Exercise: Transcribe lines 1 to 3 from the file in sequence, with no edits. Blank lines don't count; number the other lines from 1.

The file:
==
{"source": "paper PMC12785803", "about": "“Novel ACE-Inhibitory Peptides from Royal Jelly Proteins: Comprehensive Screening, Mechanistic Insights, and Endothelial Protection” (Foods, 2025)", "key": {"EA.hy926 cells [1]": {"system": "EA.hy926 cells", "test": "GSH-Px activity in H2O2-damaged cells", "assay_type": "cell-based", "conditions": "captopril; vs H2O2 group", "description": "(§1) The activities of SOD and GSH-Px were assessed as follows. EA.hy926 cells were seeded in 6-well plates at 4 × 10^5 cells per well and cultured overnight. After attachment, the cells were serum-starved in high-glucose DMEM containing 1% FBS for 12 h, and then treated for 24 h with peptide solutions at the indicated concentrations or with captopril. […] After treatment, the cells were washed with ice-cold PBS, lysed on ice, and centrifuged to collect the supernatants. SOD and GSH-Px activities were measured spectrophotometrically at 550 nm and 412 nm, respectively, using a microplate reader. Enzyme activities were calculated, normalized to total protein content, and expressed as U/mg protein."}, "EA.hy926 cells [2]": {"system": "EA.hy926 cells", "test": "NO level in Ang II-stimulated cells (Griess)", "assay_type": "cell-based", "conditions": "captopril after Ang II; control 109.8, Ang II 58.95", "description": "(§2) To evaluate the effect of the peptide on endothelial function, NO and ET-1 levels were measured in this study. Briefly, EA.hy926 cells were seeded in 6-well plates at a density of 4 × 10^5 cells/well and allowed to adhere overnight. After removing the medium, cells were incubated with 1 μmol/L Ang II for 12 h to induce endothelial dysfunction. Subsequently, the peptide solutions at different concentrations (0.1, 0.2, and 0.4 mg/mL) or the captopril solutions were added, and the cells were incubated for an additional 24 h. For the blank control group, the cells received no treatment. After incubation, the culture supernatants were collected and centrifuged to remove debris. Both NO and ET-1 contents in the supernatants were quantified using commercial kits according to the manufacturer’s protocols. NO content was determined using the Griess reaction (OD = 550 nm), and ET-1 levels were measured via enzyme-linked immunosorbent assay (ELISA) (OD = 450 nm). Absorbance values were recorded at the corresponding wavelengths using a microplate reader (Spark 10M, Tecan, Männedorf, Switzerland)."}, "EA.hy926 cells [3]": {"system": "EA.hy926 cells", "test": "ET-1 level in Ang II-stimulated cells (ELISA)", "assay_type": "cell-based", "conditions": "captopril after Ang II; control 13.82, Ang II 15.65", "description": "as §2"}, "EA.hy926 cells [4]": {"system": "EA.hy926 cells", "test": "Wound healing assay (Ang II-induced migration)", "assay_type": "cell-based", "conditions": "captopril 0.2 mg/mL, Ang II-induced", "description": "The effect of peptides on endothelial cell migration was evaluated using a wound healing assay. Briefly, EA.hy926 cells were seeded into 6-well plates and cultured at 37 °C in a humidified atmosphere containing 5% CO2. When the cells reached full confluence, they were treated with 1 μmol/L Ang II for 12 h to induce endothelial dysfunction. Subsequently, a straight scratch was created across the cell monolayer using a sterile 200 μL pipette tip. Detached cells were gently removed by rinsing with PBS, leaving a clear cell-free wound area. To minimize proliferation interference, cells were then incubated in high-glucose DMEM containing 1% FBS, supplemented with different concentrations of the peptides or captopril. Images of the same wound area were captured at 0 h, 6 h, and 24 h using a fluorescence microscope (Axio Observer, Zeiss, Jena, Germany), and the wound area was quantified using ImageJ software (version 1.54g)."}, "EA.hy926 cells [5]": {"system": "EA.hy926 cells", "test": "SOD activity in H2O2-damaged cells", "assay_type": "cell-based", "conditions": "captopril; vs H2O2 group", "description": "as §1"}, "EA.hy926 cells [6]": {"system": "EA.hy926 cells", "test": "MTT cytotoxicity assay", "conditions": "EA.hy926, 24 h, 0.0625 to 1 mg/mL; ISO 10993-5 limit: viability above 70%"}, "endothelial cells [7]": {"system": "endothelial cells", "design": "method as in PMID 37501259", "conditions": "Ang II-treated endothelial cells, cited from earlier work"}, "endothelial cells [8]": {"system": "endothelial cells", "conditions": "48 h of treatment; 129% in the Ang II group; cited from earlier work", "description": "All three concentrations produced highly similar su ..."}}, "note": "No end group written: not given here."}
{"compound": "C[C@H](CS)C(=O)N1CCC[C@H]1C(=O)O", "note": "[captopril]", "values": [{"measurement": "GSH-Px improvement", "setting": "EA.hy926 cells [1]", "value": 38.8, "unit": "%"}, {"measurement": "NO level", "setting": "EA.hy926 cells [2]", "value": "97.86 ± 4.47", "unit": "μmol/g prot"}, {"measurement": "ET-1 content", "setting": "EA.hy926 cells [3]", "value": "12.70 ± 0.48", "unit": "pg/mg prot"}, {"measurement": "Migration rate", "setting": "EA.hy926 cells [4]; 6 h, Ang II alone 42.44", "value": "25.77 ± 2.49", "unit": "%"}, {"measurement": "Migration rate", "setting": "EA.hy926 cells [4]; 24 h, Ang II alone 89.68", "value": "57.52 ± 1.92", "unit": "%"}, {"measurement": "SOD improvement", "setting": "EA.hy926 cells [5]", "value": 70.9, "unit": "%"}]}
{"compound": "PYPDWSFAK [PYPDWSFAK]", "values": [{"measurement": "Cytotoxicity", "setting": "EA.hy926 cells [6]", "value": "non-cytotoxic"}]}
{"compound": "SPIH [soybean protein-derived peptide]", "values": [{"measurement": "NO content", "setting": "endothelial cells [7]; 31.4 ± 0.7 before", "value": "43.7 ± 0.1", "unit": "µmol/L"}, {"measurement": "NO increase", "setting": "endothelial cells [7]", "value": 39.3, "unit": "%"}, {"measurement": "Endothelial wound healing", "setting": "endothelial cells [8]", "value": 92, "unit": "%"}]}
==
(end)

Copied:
{"source": "paper PMC12785803", "about": "“Novel ACE-Inhibitory Peptides from Royal Jelly Proteins: Comprehensive Screening, Mechanistic Insights, and Endothelial Protection” (Foods, 2025)", "key": {"EA.hy926 cells [1]": {"system": "EA.hy926 cells", "test": "GSH-Px activity in H2O2-damaged cells", "assay_type": "cell-based", "conditions": "captopril; vs H2O2 group", "description": "(§1) The activities of SOD and GSH-Px were assessed as follows. EA.hy926 cells were seeded in 6-well plates at 4 × 10^5 cells per well and cultured overnight. After attachment, the cells were serum-starved in high-glucose DMEM containing 1% FBS for 12 h, and then treated for 24 h with peptide solutions at the indicated concentrations or with captopril. […] After treatment, the cells were washed with ice-cold PBS, lysed on ice, and centrifuged to collect the supernatants. SOD and GSH-Px activities were measured spectrophotometrically at 550 nm and 412 nm, respectively, using a microplate reader. Enzyme activities were calculated, normalized to total protein content, and expressed as U/mg protein."}, "EA.hy926 cells [2]": {"system": "EA.hy926 cells", "test": "NO level in Ang II-stimulated cells (Griess)", "assay_type": "cell-based", "conditions": "captopril after Ang II; control 109.8, Ang II 58.95", "description": "(§2) To evaluate the effect of the peptide on endothelial function, NO and ET-1 levels were measured in this study. Briefly, EA.hy926 cells were seeded in 6-well plates at a density of 4 × 10^5 cells/well and allowed to adhere overnight. After removing the medium, cells were incubated with 1 μmol/L Ang II for 12 h to induce endothelial dysfunction. Subsequently, the peptide solutions at different concentrations (0.1, 0.2, and 0.4 mg/mL) or the captopril solutions were added, and the cells were incubated for an additional 24 h. For the blank control group, the cells received no treatment. After incubation, the culture supernatants were collected and centrifuged to remove debris. Both NO and ET-1 contents in the supernatants were quantified using commercial kits according to the manufacturer’s protocols. NO content was determined using the Griess reaction (OD = 550 nm), and ET-1 levels were measured via enzyme-linked immunosorbent assay (ELISA) (OD = 450 nm). Absorbance values were recorded at the corresponding wavelengths using a microplate reader (Spark 10M, Tecan, Männedorf, Switzerland)."}, "EA.hy926 cells [3]": {"system": "EA.hy926 cells", "test": "ET-1 level in Ang II-stimulated cells (ELISA)", "assay_type": "cell-based", "conditions": "captopril after Ang II; control 13.82, Ang II 15.65", "description": "as §2"}, "EA.hy926 cells [4]": {"system": "EA.hy926 cells", "test": "Wound healing assay (Ang II-induced migration)", "assay_type": "cell-based", "conditions": "captopril 0.2 mg/mL, Ang II-induced", "description": "The effect of peptides on endothelial cell migration was evaluated using a wound healing assay. Briefly, EA.hy926 cells were seeded into 6-well plates and cultured at 37 °C in a humidified atmosphere containing 5% CO2. When the cells reached full confluence, they were treated with 1 μmol/L Ang II for 12 h to induce endothelial dysfunction. Subsequently, a straight scratch was created across the cell monolayer using a sterile 200 μL pipette tip. Detached cells were gently removed by rinsing with PBS, leaving a clear cell-free wound area. To minimize proliferation interference, cells were then incubated in high-glucose DMEM containing 1% FBS, supplemented with different concentrations of the peptides or captopril. Images of the same wound area were captured at 0 h, 6 h, and 24 h using a fluorescence microscope (Axio Observer, Zeiss, Jena, Germany), and the wound area was quantified using ImageJ software (version 1.54g)."}, "EA.hy926 cells [5]": {"system": "EA.hy926 cells", "test": "SOD activity in H2O2-damaged cells", "assay_type": "cell-based", "conditions": "captopril; vs H2O2 group", "description": "as §1"}, "EA.hy926 cells [6]": {"system": "EA.hy926 cells", "test": "MTT cytotoxicity assay", "conditions": "EA.hy926, 24 h, 0.0625 to 1 mg/mL; ISO 10993-5 limit: viability above 70%"}, "endothelial cells [7]": {"system": "endothelial cells", "design": "method as in PMID 37501259", "conditions": "Ang II-treated endothelial cells, cited from earlier work"}, "endothelial cells [8]": {"system": "endothelial cells", "conditions": "48 h of treatment; 129% in the Ang II group; cited from earlier work", "description": "All three concentrations produced highly similar su ..."}}, "note": "No end group written: not given here."}
{"compound": "C[C@H](CS)C(=O)N1CCC[C@H]1C(=O)O", "note": "[captopril]", "values": [{"measurement": "GSH-Px improvement", "setting": "EA.hy926 cells [1]", "value": 38.8, "unit": "%"}, {"measurement": "NO level", "setting": "EA.hy926 cells [2]", "value": "97.86 ± 4.47", "unit": "μmol/g prot"}, {"measurement": "ET-1 content", "setting": "EA.hy926 cells [3]", "value": "12.70 ± 0.48", "unit": "pg/mg prot"}, {"measurement": "Migration rate", "setting": "EA.hy926 cells [4]; 6 h, Ang II alone 42.44", "value": "25.77 ± 2.49", "unit": "%"}, {"measurement": "Migration rate", "setting": "EA.hy926 cells [4]; 24 h, Ang II alone 89.68", "value": "57.52 ± 1.92", "unit": "%"}, {"measurement": "SOD improvement", "setting": "EA.hy926 cells [5]", "value": 70.9, "unit": "%"}]}
{"compound": "PYPDWSFAK [PYPDWSFAK]", "values": [{"measurement": "Cytotoxicity", "setting": "EA.hy926 cells [6]", "value": "non-cytotoxic"}]}